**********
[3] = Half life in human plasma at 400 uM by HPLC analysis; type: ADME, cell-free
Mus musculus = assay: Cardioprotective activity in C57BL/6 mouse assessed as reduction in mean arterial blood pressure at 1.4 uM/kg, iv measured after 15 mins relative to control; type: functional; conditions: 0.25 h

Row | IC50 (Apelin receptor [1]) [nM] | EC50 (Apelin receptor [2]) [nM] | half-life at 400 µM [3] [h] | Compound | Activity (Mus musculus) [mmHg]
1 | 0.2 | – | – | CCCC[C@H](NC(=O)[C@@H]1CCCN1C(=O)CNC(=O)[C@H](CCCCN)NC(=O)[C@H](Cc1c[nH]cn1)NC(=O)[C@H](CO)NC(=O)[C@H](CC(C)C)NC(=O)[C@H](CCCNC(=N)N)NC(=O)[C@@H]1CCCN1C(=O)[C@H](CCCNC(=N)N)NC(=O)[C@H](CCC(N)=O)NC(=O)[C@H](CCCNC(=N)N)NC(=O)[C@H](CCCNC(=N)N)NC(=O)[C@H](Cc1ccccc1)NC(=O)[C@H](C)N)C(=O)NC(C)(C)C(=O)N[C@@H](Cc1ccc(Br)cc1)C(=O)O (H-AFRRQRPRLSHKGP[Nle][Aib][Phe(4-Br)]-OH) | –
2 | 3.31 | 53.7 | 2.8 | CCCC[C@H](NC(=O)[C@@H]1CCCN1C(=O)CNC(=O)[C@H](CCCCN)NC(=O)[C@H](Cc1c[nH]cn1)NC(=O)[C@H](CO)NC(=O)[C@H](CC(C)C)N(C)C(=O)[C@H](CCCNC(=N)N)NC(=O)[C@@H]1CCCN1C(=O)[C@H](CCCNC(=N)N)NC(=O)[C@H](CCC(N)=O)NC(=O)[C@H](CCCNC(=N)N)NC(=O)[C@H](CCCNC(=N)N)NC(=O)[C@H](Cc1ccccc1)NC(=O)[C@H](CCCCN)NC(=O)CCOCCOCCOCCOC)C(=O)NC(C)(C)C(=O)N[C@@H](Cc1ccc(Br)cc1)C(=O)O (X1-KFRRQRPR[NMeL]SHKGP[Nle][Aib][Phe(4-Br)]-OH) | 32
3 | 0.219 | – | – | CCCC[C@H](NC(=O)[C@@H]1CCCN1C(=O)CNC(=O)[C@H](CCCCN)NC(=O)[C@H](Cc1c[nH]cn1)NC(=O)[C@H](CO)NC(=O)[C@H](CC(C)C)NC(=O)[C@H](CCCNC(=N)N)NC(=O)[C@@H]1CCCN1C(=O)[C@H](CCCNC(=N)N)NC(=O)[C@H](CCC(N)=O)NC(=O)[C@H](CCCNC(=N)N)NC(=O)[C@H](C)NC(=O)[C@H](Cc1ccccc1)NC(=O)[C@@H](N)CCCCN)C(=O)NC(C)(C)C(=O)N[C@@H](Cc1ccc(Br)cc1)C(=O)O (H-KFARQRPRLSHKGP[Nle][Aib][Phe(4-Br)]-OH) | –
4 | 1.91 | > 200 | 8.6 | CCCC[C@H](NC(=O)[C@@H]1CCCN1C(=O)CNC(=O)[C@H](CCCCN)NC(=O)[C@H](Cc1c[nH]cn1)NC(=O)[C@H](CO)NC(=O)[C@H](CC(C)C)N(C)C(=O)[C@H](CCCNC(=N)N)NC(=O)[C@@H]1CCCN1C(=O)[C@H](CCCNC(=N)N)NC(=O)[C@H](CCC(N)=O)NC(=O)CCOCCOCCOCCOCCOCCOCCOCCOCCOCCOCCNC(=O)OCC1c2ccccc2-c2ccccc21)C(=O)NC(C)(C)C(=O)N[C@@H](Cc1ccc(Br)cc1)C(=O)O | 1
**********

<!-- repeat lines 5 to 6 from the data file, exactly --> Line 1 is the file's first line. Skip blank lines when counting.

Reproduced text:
2 | 3.31 | 53.7 | 2.8 | CCCC[C@H](NC(=O)[C@@H]1CCCN1C(=O)CNC(=O)[C@H](CCCCN)NC(=O)[C@H](Cc1c[nH]cn1)NC(=O)[C@H](CO)NC(=O)[C@H](CC(C)C)N(C)C(=O)[C@H](CCCNC(=N)N)NC(=O)[C@@H]1CCCN1C(=O)[C@H](CCCNC(=N)N)NC(=O)[C@H](CCC(N)=O)NC(=O)[C@H](CCCNC(=N)N)NC(=O)[C@H](CCCNC(=N)N)NC(=O)[C@H](Cc1ccccc1)NC(=O)[C@H](CCCCN)NC(=O)CCOCCOCCOCCOC)C(=O)NC(C)(C)C(=O)N[C@@H](Cc1ccc(Br)cc1)C(=O)O (X1-KFRRQRPR[NMeL]SHKGP[Nle][Aib][Phe(4-Br)]-OH) | 32
3 | 0.219 | – | – | CCCC[C@H](NC(=O)[C@@H]1CCCN1C(=O)CNC(=O)[C@H](CCCCN)NC(=O)[C@H](Cc1c[nH]cn1)NC(=O)[C@H](CO)NC(=O)[C@H](CC(C)C)NC(=O)[C@H](CCCNC(=N)N)NC(=O)[C@@H]1CCCN1C(=O)[C@H](CCCNC(=N)N)NC(=O)[C@H](CCC(N)=O)NC(=O)[C@H](CCCNC(=N)N)NC(=O)[C@H](C)NC(=O)[C@H](Cc1ccccc1)NC(=O)[C@@H](N)CCCCN)C(=O)NC(C)(C)C(=O)N[C@@H](Cc1ccc(Br)cc1)C(=O)O (H-KFARQRPRLSHKGP[Nle][Aib][Phe(4-Br)]-OH) | –